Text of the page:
Every year we are forced to witness and comment upon the decadence, and every year, it seems to proliferate and intensify.
The “it” involves all those pre-Lenten festivals and strepitous Mardi Gras-like events around the globe.
One studying the moral propensities of Babylon will see how well the modern world mimics its open debauchery. (And blasphemy. And idolatry. )
“It’s the devils who come marching in when Martinique revs into Carnival mode, a pre-Lenten celebration dedicated to all things mischievous,” we are informed by National Geographic. “Five days of parties and processions ensue, and dressing in drag for mock weddings is the norm. Shrove Tuesday is Red Devils Day, when red-and-black costumes are donned for a fiendish parade through the streets of Fort-de-France. Carnival culminates with Ash Wednesday’s symbolic mourning of King Carnival, or Vaval, whose effigy arrives at a funeral pyre via a parade of floats and dancing she-devils.”
Devils, at the beginning of Lent. Please hurry with the exorcism of ashes!
Trinidad, France. Tobago. In Greece, the Patras Carnival takes its inspiration from ancient Greece––in particular, Dionysus, the “god” of wine (certainly not the Precious Blood), hearkening instead to the Altar of Zeus and, further back, in Babylon, the god Marduk at the Ishtar gate. Occultism meets lust meets insobriety seem to be among the pre-Lenten themes. How the devil indeed tempts — and not just in the desert. (Throw in a little gluttony and idolatry and exhibitionism as well.)
“This kind only comes out through prayer and fasting,” said Jesus (Mark 9:29, though they now have removed the “fasting” part).
The spirit moves across religions. Last Friday, reports Associated Press, “Hindu holy men were joined by devotees and the public Friday at a revered temple in Kathmandu where they lit up marijuana cigarettes during an annual festival despite prohibition and warnings by authorities. Hundreds of police officers patrolled the forested area around the Pashupati temple, which was crowded with cannabis smokers celebrating the Shivaratri festival.” Spirits know what time of year it is.
A lot of it is just bonhomie. Good natured. No offense intended(?). Fun. That much is given.
In Las Vegas they didn’t even wait for Fat Tuesday. The revelry was attached to a Democratic debate!
In Venice, the flamboyant Venetian Carnevale originated, notes the magazine, “in the 13th century and reached a decadent peak during the Renaissance. Although rooted in Catholicism, the Carnival has always been a secular extravaganza, an excuse for Venetians to act out their fantasies behind the anonymity of disguise.” This year it has been cancelled due to coronavirus. Meanwhile, in New Orleans, two deaths already during Mardi Gras.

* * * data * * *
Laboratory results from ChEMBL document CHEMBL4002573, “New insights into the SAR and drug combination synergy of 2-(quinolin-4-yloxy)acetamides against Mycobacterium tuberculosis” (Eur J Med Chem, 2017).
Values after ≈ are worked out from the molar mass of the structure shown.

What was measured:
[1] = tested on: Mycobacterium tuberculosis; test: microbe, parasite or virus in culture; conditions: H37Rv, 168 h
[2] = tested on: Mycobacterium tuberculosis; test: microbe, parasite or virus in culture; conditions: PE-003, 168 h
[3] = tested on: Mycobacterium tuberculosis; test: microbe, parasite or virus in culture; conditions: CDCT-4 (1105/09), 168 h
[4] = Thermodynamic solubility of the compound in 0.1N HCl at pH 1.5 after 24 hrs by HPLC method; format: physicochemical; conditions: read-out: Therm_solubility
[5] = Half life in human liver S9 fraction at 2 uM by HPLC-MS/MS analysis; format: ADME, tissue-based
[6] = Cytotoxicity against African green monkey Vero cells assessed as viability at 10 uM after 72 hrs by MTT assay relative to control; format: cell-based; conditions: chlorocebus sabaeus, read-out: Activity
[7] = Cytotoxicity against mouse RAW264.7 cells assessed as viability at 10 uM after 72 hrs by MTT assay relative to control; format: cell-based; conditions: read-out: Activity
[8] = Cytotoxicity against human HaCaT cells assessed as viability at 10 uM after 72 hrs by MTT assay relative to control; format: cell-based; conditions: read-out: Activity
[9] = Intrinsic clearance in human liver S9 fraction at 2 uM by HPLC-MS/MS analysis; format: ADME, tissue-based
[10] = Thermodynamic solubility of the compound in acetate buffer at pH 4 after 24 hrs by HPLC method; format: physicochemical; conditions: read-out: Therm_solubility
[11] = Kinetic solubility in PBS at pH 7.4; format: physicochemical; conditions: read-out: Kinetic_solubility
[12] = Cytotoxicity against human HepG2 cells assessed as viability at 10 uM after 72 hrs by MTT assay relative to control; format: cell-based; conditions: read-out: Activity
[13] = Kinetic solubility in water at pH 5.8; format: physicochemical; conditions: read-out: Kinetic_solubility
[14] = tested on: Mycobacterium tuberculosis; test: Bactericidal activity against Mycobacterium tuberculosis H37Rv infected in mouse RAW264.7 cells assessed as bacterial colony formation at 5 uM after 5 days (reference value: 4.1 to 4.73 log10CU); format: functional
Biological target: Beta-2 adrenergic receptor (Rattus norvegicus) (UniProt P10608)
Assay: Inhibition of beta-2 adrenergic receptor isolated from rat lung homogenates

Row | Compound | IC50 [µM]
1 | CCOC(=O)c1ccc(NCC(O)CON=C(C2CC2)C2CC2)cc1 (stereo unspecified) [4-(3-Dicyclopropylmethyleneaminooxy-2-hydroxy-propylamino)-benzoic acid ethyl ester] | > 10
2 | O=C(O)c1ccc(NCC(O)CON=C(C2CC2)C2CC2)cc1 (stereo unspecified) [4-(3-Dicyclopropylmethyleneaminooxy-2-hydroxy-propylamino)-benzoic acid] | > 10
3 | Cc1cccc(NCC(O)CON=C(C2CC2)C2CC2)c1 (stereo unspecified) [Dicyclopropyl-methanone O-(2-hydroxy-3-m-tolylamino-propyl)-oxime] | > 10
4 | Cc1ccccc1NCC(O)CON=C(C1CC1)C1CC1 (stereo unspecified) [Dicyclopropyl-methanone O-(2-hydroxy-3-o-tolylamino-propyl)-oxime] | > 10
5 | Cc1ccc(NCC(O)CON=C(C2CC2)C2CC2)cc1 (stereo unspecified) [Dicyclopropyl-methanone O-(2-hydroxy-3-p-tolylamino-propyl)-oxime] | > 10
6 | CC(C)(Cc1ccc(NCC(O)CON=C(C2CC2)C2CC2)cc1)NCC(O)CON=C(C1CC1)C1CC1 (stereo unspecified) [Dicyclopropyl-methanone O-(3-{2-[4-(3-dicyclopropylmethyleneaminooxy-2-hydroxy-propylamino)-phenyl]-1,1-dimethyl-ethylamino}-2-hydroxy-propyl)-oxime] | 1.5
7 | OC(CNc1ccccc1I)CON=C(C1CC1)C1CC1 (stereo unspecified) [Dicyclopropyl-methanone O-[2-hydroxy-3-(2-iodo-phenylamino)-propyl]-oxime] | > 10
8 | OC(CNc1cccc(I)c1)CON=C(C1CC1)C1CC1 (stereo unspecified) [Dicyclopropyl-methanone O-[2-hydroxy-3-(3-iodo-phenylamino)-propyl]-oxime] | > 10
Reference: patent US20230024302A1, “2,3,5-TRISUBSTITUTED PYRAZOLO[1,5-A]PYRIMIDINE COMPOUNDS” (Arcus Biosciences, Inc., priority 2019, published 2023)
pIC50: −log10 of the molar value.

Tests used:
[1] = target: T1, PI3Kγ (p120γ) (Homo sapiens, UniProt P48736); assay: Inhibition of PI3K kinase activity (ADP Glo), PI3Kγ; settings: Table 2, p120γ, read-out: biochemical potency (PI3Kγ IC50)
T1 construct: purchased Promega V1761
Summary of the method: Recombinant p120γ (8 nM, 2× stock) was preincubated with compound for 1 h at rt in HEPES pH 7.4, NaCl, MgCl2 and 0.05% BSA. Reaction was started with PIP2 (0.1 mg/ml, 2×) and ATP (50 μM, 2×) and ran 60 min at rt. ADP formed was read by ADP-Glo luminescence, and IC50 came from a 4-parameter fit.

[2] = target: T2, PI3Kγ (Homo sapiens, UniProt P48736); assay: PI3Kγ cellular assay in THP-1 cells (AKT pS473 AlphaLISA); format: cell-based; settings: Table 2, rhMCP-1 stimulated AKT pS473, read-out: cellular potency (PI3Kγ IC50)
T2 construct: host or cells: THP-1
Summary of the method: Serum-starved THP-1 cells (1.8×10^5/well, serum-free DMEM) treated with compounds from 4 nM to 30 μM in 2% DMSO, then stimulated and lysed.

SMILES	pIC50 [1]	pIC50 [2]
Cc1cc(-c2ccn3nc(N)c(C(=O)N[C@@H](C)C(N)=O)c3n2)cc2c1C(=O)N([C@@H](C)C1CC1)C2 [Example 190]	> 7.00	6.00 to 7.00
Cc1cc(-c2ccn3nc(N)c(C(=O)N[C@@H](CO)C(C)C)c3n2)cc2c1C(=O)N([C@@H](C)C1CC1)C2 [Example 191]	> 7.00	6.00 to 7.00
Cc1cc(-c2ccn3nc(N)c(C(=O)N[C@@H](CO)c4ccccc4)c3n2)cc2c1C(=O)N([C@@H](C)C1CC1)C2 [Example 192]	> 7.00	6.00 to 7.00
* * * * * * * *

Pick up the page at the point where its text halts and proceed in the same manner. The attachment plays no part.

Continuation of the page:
It is perhaps not surprising that a symbol for Mardi Gras is the “Bouef Gras”… the fattened bull. (Do we make anything out of the fact that the bull is the Old Testament symbol of the demon-god Baal, 1 Kings 12:28,19:18; Exodus 32?)
Headline today: “Car hits crowd at Carnival in German town; dozens injured.”
Not that it’s at all recent. Back in 1835 a writer named James R. Creecy wrote about Mardi Gras, saying, “Human bodies are seen with heads of beasts and birds, beasts and birds with human heads; demi-beasts, demi-fishes, snakes’ heads and bodies with arms of apes; man-bats from the moon; mermaids; satyrs, beggars, monks, and robbers parade and march on foot, on horseback, in wagons, carts, coaches, cars, etc., in rich confusion, up and down the streets, wildly shouting, singing, laughing, drumming, fiddling, fifeing, and all throwing flour broadcast as they wend their reckless way.
“In 1956 21 businessmen gathered at a club room in Florida French Quarter to organize a secret society to observe Mardi Gras with a formal parade.”
That’s a pretty good description of what transpires in Louisiana, perhaps the nation’s most intensely Catholic state (great folks there!) and Mississippi during Mardi Gras — some of it just plain fun, some of it much darker.
[resources: Michael Brown’s books, CDs]
“Neither be ye idolaters, as were some of them; as it is written, The people sat down to eat and drink, and rose up to play … Ye cannot drink the cup of the Lord, and the cup of devils: ye cannot be partakers of the Lord’s table, and of the table of devils.” —1st Corinthians 10:7,21